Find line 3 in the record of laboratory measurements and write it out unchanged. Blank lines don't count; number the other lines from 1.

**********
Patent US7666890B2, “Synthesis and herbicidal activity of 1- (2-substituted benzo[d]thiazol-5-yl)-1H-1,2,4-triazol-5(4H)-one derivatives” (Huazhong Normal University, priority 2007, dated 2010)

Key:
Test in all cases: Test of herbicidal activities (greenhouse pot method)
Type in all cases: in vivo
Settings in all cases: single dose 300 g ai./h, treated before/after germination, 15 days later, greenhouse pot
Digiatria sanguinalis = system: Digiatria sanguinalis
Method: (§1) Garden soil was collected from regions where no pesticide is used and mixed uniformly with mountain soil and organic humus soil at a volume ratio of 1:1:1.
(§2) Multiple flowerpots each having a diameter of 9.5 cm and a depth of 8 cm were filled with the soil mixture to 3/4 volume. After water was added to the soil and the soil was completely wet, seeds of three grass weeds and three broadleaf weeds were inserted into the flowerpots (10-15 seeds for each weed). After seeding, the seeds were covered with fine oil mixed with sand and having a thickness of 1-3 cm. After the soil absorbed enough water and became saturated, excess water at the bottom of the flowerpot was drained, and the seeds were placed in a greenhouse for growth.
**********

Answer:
Test in all cases: Test of herbicidal activities (greenhouse pot method)